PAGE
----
However, you will have to find out the appropriate way to seek this type of continuance of trial. Usually, you must make a written motion to the court explaining the situation and how long a delay you require. You may have to present corroborating evidence, like a doctor's report, for example, to convince the court that the emergency is real. If the situation is last-minute and unavoidable, for instance, you are traveling to the courthouse when you are in a serious accident, notify the court as soon as possible.

On the other hand, remember that the judge has likely presided over many eviction cases. No tenant likes to be evicted and many are simply trying to stall the inevitable as long as possible. A wild, unsubstantiated story is not likely to fly.

How to Delay Eviction

Of course you want to push out the D-Day, or rather E-Day, the day you absolutely must leave your home or apartment because of eviction. It takes time to find a new place, time to pack up your stuff and move it. In some regions, like the Greater San Francisco Bay Area, you may not be able to find a new place nearby, so that means new schools for the kids, new commutes and, essentially, a new chapter of your life.

But there are no tricks to help you delay. If you live in a rent-controlled city, go to the Rent Board offices for help and advice. If you have the means, get an attorney on your side to take every legitimate step toward stopping the eviction. You can also try to negotiate with your landlord, explaining your situation and why it is so hard on you to leave. If you are not being evicted because you broke the agreement, this negotiation becomes easier. But even if you failed to pay rent, you may be able to strike a deal with the landlord by offering to leave without a court order a few months down the road. The landlord won't have to pay her attorney, so she'll save money that way.

When the matter does go to trial, show up and talk to the judge. Explain your situation. The judge may delay the eviction if you have small kids or are dealing with a medical issue. In any event, it never hurts to ask the court for help.

Some tenants take illegal or improper action to try to delay an eviction. But this can come back to bite you later when the landlord actually gets you before the court. Try every legitimate means to delay your eviction, but start looking for a new place now.

Can I Appeal an Eviction Judgment?

Once each side presents evidence and gives final arguments, the jury or judge makes a decision and there is a judgment. Either the landlord gets a judgment for possession or she does not. If she doesn't, you don't have to move. If she does, the cards are on the table.

But that's not all folks, at least it doesn't have to be all. Both sides have the right to appeal if they are not happy with the judgment and they believe that a higher court would strike it down. In some states, a losing party can also file a motion to set aside the judge's order. This needs to be done fairly quickly.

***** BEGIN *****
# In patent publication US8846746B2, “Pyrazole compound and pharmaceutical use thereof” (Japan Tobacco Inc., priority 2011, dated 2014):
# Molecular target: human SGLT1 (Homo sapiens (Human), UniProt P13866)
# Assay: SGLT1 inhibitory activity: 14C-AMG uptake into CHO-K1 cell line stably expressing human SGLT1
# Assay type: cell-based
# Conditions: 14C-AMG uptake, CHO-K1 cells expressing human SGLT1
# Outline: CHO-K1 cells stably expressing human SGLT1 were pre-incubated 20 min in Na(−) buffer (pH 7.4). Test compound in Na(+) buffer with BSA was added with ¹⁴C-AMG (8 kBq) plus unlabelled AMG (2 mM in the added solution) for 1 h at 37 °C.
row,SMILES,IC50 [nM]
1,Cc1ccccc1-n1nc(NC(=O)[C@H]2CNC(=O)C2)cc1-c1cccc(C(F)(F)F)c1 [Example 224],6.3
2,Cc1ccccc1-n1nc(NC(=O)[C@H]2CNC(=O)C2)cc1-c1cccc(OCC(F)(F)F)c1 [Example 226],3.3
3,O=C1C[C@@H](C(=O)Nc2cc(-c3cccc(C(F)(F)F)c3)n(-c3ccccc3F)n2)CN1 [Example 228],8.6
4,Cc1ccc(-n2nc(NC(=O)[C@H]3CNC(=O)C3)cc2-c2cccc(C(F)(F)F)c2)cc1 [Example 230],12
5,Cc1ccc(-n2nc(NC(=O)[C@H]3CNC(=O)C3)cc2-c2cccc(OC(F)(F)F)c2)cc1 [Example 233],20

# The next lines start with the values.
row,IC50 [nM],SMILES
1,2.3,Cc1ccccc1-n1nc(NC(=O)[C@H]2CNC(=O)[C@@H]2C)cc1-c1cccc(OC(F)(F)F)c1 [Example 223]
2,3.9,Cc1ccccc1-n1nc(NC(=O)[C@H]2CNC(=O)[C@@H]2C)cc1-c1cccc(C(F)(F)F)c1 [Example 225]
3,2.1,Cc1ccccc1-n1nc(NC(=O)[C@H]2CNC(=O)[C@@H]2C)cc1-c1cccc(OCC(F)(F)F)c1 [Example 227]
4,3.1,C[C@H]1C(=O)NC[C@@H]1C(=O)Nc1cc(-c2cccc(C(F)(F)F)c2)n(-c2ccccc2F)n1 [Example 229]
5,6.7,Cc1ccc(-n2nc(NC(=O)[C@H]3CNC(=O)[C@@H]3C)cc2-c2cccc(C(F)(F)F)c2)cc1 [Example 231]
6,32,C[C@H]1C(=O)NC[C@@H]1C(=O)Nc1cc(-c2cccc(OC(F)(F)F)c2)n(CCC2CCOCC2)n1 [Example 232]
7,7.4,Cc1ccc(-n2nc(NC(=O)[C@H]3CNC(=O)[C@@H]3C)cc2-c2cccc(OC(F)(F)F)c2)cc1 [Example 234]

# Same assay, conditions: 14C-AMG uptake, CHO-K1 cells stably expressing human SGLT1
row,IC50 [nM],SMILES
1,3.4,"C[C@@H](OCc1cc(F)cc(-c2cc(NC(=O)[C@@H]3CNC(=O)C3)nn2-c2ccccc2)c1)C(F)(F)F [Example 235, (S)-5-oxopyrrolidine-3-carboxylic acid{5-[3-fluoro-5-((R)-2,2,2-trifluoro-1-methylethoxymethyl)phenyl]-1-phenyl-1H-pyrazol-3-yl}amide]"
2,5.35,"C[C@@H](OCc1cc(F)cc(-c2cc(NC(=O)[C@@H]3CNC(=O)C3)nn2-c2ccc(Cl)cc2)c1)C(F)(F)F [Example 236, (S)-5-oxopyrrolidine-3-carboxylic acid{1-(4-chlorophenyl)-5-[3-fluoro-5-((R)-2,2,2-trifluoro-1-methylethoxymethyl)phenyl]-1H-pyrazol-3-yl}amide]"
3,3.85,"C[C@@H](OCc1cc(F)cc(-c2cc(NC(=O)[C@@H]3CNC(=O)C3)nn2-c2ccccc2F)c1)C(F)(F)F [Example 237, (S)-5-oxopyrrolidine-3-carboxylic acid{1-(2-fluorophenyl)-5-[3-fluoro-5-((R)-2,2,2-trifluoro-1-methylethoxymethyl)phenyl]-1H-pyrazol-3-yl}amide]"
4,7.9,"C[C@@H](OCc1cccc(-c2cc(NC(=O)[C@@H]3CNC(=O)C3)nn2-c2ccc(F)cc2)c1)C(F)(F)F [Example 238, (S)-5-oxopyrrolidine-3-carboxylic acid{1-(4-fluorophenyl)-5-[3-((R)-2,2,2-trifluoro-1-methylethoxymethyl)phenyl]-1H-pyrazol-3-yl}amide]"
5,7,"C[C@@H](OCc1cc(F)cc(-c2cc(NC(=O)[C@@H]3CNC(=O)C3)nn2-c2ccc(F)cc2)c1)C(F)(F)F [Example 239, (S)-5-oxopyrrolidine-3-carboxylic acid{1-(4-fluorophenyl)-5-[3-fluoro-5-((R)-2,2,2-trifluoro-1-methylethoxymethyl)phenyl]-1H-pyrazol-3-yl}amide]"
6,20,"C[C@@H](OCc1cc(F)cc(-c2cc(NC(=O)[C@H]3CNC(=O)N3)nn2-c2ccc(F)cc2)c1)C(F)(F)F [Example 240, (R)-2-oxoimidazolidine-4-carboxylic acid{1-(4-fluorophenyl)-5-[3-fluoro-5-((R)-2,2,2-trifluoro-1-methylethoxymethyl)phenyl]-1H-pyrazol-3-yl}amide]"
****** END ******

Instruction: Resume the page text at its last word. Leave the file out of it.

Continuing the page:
Don't appeal without consulting an attorney. You need to know how much the appeal will cost and how it works. Act without delay, however, since your timeline is short. There are strict deadlines to appeal and if you decide to do so, you had better have a good and legally valid reason to do it.

But note this: In most states, the fact that you file an appeal does not stop or delay an eviction. The eviction will proceed as scheduled unless you ask for and obtain a stay of execution.

How to File a Stay of Eviction

A "stay" means a court order that things will stay the same for a period of time or until something happens in the future, like a decision on appeal is entered. If you want to delay the eviction after a judgment has been entered against you in the unlawful detainer case, you must ask the court for a stay.

How do you do this? Well, you had better do it quickly and persuasively. In many states, like California, the time to do it is during the five day period after the sheriff gives you a five-day notice before changing the locks and escorting you out. And, some courts will never grant a stay of eviction so asking for a stay is hardly a done deal. But it's worth a try if you have good reasons for seeking a stay – either a good chance at winning the appeal, or a problematic or urgent situation that would make it disastrous for you to be kicked out immediately. Some states do not offer a form to fill out for a stay, and in these jurisdictions, you will have to figure out the best way to present your case on paper.

About the Author

Teo Spengler earned a J.D. from U.C. Berkeley's Boalt Hall. As an Assistant Attorney General in Juneau, she practiced before the Alaska Supreme Court and the U.S. Supreme Court before opening a plaintiff's personal injury practice in San Francisco. She holds both an M.A. and an M.F.A in creative writing and enjoys writing legal blogs and articles. Her work has appeared in numerous online publications including USA Today, Legal Zoom, eHow Business, Livestrong, SF Gate, Go Banking Rates, Arizona Central, Houston Chronicle, Navy Federal Credit Union, Pearson, Quicken.com, TurboTax.com, and numerous attorney websites. Spengler splits her time between the French Basque Country and Northern California.